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Trust breeds popularity

Hungarians are fiercely intelligent, nationalistic, and have precious few popular brands, says Mariusz Adorjanyi

Hungary’s successful transition to a market economy in the 1990s, followed by its incorporation into the European Union in 2004, has made it one of the most developed and stable economies in Central Europe today. As a consequence, it is beginning to compete successfully with the Czech Republic as a destination for big brands wishing to undertake market research in the region.

Yet when I left Hungary for the UK in 2006, I was surprised to discover that many of my colleagues in market research were still predisposed to the archaic stereotypes of Central and Eastern Europeans as defined by the cold war era. In particular, researchers seemed to have little understanding of the diversity between the countries in the region when, in fact, the difference between a Hungarian and a Latvian is as marked as that between a Scot and a Spaniard.

In order to carry out successful and relevant market research in Hungary a good researcher needs not only to understand the country as a whole, but also the unique quirks and characteristics of its current consumers. It offers a mid-size market in the Central Eastern European region, with a population of approximately ten million. It is a capital-centric country with 2.5 million living in Budapest, the capital city. Ethnically homogenous, 93% of the population are Hungarian and the largest minority are Romas (6%).

Global versus local

Since the fall of communism, many of the region’s countries have striven to consolidate their national identity. Hungary is no exception and this can affect perceptions of brands with strong multinational or global credentials. Many Hungarians see big chains and multinational brands as symbols of exploitation, at the expense of local industry, and of a lowering in the quality of goods and products on offer.

The general antipathy and resentment felt by some Hungarian consumers towards Western brands was demonstrated, in 2001, when tens of thousands of Hungarians initiated a national boycott of goods from a large multi-national food product company.

A year before the company had bought a Hungarian factory, but then announced its closure in a restructuring programme. While the company did postpone its plans for closure as a result of the boycott, the restructuring that followed meant that the majority of workers in the plant lost their jobs. As a result, even today there is still a great deal of resistance against the company’s products in Hungary despite its heavy investment in brand-building and communication.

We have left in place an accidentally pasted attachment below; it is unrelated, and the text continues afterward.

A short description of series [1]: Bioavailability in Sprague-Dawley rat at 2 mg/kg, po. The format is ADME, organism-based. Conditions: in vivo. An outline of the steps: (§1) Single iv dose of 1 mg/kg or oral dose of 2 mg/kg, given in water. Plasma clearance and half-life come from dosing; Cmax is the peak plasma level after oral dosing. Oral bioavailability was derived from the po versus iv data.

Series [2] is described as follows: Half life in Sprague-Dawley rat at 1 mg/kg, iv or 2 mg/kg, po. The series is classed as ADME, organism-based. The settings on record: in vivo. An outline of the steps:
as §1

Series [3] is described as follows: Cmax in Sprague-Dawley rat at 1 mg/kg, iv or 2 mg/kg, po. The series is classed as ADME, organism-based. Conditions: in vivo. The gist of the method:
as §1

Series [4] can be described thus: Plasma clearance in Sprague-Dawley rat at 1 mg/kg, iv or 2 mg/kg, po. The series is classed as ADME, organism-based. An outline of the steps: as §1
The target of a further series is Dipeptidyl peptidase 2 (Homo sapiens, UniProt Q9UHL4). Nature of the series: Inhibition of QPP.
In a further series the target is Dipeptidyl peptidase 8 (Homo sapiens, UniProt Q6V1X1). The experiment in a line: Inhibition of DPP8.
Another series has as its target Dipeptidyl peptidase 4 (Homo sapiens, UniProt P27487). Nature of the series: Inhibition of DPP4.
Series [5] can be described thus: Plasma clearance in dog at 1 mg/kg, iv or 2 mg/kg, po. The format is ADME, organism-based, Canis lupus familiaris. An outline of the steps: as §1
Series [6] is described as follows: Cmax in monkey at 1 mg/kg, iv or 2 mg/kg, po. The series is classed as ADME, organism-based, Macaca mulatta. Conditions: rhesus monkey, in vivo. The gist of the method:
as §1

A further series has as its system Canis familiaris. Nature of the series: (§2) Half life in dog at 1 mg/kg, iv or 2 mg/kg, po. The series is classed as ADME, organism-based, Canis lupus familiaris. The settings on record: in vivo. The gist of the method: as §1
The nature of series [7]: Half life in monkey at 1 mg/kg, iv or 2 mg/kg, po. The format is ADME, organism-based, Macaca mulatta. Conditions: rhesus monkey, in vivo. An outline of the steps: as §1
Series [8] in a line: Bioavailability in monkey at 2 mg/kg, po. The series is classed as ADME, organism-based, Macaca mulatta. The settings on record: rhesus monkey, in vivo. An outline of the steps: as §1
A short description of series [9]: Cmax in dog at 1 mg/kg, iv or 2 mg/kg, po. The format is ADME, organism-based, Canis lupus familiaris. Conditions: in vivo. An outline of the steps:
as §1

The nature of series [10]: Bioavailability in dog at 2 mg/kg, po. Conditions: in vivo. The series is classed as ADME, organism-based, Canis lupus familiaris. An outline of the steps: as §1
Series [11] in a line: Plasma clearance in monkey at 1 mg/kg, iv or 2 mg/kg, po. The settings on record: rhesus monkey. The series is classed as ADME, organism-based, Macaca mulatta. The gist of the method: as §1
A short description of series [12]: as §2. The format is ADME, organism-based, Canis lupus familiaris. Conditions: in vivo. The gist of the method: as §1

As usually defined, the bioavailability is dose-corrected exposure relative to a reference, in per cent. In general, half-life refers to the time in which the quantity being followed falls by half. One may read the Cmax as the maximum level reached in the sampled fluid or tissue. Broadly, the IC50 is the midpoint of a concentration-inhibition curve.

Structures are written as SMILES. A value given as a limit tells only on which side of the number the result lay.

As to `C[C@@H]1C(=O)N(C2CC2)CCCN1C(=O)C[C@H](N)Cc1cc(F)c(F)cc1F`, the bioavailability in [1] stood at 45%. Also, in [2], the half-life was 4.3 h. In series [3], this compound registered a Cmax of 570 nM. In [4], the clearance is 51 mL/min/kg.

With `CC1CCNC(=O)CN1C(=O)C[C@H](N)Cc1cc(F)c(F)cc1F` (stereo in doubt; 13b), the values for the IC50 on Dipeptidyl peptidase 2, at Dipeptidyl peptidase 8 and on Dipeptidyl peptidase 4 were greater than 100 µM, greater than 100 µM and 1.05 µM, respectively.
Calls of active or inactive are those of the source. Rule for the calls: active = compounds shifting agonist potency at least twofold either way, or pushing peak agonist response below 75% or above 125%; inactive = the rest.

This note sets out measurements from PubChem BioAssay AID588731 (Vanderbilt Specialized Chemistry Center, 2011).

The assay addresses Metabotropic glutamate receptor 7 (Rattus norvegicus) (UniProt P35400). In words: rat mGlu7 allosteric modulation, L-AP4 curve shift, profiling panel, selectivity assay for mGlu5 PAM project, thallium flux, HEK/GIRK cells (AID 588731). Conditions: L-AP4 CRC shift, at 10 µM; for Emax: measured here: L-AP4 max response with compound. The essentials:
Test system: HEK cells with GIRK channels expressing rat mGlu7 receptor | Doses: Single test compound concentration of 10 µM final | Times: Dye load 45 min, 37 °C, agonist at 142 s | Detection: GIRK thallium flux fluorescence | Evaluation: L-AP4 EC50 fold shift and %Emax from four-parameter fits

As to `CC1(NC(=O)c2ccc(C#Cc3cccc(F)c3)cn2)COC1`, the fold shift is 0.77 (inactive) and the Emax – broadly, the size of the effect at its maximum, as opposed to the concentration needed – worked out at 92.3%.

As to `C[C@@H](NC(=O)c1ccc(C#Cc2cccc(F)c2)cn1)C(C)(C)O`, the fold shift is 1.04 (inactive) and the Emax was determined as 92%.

A key issue is that Hungarian consumers have little brand loyalty. During the emergence of the free market, brands had only a short time to establish themselves or any degree of heritage. Relatively few national brands, meanwhile, have gone on to become ‘favourites’. Those that do — such as Pick (salami), Unicum (bitter) and Tisza Cipo (retro shoes based on a brand from the communist era) — tend, however, to profit from greater trust and consequently are more popular than their foreign rivals.

The current rise in popularity among many of the internet-based brands — like iwiw (the Hungarian Facebook) and William Hill (online gambling) — proves the only exception to this trend. There is also a raised awareness of cult brands such as Google and Apple, albeit minute when compared to that which exists in wealthier nations.

For many Hungarians preferences are frequently based, not on brand, but on price. Despite a growing economy, the average income is still around a third of that in the UK. Products and brands on which the consumer can get a ‘good deal’ are, therefore, seen as a premium choice and override any quality issues.

Focus groups in Hungary

It is vital for anyone conducting qualitative research in Hungary to understand the characteristics and the psyche of the Hungarian mind. As in all focus groups behaviour and temperament can vary between participants and often researchers face ‘intense’ personalities. Polite understatements are not the norm and frequently the researcher can be on the receiving end of brusque answers. For many participants, there are no grey areas and responses are a very firm positive or negative.

In my opinion, emotion often overrides logic, which may lead to long discussions and passionate arguments. Hungarians are also natural pessimists, which can result in them seeming cynical or mistrustful of new products. Researchers can, however, expect much hilarity in group sessions. The Hungarian sense of humour is very similar to the British, and shows such as Monty Python’s Flying Circus and Benny Hill are extremely popular.

They also display fierce nationalistic pride in their intelligence. Any time spent in conversation with a Hungarian respondent will involve mention of the country’s 13 Nobel Prize winners (a world record), and the many inventions attributed to its citizens.

For male focus groups it’s also useful to be aware of any sporting heritage. The national sports in Hungary are football, handball and water polo. The memories of the glorious ‘Match of the Century’, in which Hungary beat England 6:3 at Wembley are still very much alive! <>Successful market research in Hungary can only be conducted by acknowledging the country’s unique nature. It is critical that studies do not, for market research purposes, group it together with its neighbouring countries as Hungarians are, and demand to be recognised as, individuals. Understanding ‘Hungarianism’ is the key, because it reveals not just the population’s attitude towards brands, but also the typical idiosyncratic characteristics that determine the way they respond to market research.

 

Mariusz Adorjanyi
Copyright © Association for Qualitative Research, 2008